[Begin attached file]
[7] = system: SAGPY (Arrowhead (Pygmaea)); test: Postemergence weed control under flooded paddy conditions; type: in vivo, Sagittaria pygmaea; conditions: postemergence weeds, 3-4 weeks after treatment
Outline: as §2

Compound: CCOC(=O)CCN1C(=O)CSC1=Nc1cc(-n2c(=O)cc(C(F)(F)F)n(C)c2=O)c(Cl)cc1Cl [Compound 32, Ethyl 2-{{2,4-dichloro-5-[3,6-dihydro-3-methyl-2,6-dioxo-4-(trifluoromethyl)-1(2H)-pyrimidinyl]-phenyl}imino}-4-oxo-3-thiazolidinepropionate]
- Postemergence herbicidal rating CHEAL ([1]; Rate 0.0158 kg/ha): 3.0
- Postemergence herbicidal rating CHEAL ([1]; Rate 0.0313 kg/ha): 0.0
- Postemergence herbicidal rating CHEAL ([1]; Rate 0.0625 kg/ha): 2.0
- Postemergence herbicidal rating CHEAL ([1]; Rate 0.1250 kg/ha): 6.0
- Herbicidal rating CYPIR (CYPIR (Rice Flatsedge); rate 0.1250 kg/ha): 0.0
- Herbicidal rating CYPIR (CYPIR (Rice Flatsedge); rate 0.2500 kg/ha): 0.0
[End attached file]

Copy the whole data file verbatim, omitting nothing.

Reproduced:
[7] = system: SAGPY (Arrowhead (Pygmaea)); test: Postemergence weed control under flooded paddy conditions; type: in vivo, Sagittaria pygmaea; conditions: postemergence weeds, 3-4 weeks after treatment
Outline: as §2

Compound: CCOC(=O)CCN1C(=O)CSC1=Nc1cc(-n2c(=O)cc(C(F)(F)F)n(C)c2=O)c(Cl)cc1Cl [Compound 32, Ethyl 2-{{2,4-dichloro-5-[3,6-dihydro-3-methyl-2,6-dioxo-4-(trifluoromethyl)-1(2H)-pyrimidinyl]-phenyl}imino}-4-oxo-3-thiazolidinepropionate]
- Postemergence herbicidal rating CHEAL ([1]; Rate 0.0158 kg/ha): 3.0
- Postemergence herbicidal rating CHEAL ([1]; Rate 0.0313 kg/ha): 0.0
- Postemergence herbicidal rating CHEAL ([1]; Rate 0.0625 kg/ha): 2.0
- Postemergence herbicidal rating CHEAL ([1]; Rate 0.1250 kg/ha): 6.0
- Herbicidal rating CYPIR (CYPIR (Rice Flatsedge); rate 0.1250 kg/ha): 0.0
- Herbicidal rating CYPIR (CYPIR (Rice Flatsedge); rate 0.2500 kg/ha): 0.0